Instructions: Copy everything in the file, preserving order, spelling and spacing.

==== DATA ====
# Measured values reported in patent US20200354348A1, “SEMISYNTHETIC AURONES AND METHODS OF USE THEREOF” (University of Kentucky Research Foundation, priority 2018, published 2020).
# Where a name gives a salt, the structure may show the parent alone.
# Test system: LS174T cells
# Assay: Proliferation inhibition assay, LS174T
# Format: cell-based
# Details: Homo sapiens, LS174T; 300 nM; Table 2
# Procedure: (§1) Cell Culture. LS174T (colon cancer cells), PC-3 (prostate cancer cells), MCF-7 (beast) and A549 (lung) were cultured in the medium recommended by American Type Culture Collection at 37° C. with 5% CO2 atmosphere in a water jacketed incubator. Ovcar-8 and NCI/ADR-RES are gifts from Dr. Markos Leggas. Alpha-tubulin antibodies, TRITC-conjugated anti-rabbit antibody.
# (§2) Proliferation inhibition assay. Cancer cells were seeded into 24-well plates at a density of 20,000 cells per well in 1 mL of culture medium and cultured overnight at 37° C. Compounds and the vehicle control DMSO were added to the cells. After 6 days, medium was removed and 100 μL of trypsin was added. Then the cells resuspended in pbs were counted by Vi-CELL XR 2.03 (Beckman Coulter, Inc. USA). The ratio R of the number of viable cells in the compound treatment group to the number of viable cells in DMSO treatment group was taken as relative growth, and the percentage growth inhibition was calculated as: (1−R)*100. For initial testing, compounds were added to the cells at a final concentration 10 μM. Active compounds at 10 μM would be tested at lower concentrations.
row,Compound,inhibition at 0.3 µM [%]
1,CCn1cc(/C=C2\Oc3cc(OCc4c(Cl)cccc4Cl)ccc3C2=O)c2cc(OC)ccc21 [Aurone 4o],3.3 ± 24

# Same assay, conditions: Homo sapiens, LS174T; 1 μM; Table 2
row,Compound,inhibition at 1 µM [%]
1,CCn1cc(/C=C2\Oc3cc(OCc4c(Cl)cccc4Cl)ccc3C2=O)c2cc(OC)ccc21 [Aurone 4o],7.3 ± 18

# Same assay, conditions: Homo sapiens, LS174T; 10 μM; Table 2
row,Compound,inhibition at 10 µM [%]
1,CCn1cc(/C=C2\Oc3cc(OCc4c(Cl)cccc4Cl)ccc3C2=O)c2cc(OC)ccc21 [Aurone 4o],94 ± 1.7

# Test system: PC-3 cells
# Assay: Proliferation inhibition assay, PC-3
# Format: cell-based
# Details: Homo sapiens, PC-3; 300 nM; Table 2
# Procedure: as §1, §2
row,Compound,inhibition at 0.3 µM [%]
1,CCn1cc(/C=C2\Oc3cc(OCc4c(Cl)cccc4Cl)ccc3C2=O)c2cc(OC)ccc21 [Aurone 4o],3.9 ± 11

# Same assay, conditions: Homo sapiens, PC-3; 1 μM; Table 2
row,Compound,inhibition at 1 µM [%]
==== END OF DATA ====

# Measured values reported in patent US20200354348A1, “SEMISYNTHETIC AURONES AND METHODS OF USE THEREOF” (University of Kentucky Research Foundation, priority 2018, published 2020).
# Where a name gives a salt, the structure may show the parent alone.
# Test system: LS174T cells
# Assay: Proliferation inhibition assay, LS174T
# Format: cell-based
# Details: Homo sapiens, LS174T; 300 nM; Table 2
# Procedure: (§1) Cell Culture. LS174T (colon cancer cells), PC-3 (prostate cancer cells), MCF-7 (beast) and A549 (lung) were cultured in the medium recommended by American Type Culture Collection at 37° C. with 5% CO2 atmosphere in a water jacketed incubator. Ovcar-8 and NCI/ADR-RES are gifts from Dr. Markos Leggas. Alpha-tubulin antibodies, TRITC-conjugated anti-rabbit antibody.
# (§2) Proliferation inhibition assay. Cancer cells were seeded into 24-well plates at a density of 20,000 cells per well in 1 mL of culture medium and cultured overnight at 37° C. Compounds and the vehicle control DMSO were added to the cells. After 6 days, medium was removed and 100 μL of trypsin was added. Then the cells resuspended in pbs were counted by Vi-CELL XR 2.03 (Beckman Coulter, Inc. USA). The ratio R of the number of viable cells in the compound treatment group to the number of viable cells in DMSO treatment group was taken as relative growth, and the percentage growth inhibition was calculated as: (1−R)*100. For initial testing, compounds were added to the cells at a final concentration 10 μM. Active compounds at 10 μM would be tested at lower concentrations.
row,Compound,inhibition at 0.3 µM [%]
1,CCn1cc(/C=C2\Oc3cc(OCc4c(Cl)cccc4Cl)ccc3C2=O)c2cc(OC)ccc21 [Aurone 4o],3.3 ± 24

# Same assay, conditions: Homo sapiens, LS174T; 1 μM; Table 2
row,Compound,inhibition at 1 µM [%]
1,CCn1cc(/C=C2\Oc3cc(OCc4c(Cl)cccc4Cl)ccc3C2=O)c2cc(OC)ccc21 [Aurone 4o],7.3 ± 18

# Same assay, conditions: Homo sapiens, LS174T; 10 μM; Table 2
row,Compound,inhibition at 10 µM [%]
1,CCn1cc(/C=C2\Oc3cc(OCc4c(Cl)cccc4Cl)ccc3C2=O)c2cc(OC)ccc21 [Aurone 4o],94 ± 1.7

# Test system: PC-3 cells
# Assay: Proliferation inhibition assay, PC-3
# Format: cell-based
# Details: Homo sapiens, PC-3; 300 nM; Table 2
# Procedure: as §1, §2
row,Compound,inhibition at 0.3 µM [%]
1,CCn1cc(/C=C2\Oc3cc(OCc4c(Cl)cccc4Cl)ccc3C2=O)c2cc(OC)ccc21 [Aurone 4o],3.9 ± 11

# Same assay, conditions: Homo sapiens, PC-3; 1 μM; Table 2
row,Compound,inhibition at 1 µM [%]